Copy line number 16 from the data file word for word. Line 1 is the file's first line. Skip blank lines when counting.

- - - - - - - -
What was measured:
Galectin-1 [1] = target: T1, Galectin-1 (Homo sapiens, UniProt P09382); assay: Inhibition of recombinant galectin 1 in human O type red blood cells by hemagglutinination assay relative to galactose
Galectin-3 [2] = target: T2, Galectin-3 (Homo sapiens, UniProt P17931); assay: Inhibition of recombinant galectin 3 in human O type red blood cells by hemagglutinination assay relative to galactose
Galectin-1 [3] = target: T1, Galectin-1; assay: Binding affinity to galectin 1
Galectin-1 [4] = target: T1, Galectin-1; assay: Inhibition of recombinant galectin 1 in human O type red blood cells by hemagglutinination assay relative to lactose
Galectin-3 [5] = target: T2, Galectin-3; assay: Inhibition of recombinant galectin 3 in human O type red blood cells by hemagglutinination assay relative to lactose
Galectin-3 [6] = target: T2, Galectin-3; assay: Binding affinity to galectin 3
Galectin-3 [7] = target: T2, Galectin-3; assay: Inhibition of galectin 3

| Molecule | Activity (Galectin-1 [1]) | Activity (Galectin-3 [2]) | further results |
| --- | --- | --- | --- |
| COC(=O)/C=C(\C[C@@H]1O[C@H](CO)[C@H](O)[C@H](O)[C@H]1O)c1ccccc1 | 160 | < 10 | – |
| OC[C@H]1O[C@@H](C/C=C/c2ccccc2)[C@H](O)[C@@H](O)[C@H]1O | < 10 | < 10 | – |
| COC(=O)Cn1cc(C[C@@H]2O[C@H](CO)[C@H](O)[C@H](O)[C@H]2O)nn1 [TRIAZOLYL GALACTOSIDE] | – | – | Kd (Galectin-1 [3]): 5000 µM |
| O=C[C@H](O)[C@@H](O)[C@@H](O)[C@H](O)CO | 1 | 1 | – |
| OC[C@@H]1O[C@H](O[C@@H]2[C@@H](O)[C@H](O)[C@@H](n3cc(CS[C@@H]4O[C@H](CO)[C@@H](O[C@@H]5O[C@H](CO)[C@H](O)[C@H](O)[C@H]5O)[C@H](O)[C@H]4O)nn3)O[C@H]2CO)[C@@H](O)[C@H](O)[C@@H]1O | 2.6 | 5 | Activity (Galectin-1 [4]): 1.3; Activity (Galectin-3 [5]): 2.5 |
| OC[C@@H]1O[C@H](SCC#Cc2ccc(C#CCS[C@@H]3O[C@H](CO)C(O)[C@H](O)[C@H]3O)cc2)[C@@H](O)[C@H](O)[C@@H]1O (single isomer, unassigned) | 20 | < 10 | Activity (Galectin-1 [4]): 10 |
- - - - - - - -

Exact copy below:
| OC[C@@H]1O[C@H](SCC#Cc2ccc(C#CCS[C@@H]3O[C@H](CO)C(O)[C@H](O)[C@H]3O)cc2)[C@@H](O)[C@H](O)[C@@H]1O (single isomer, unassigned) | 20 | < 10 | Activity (Galectin-1 [4]): 10 |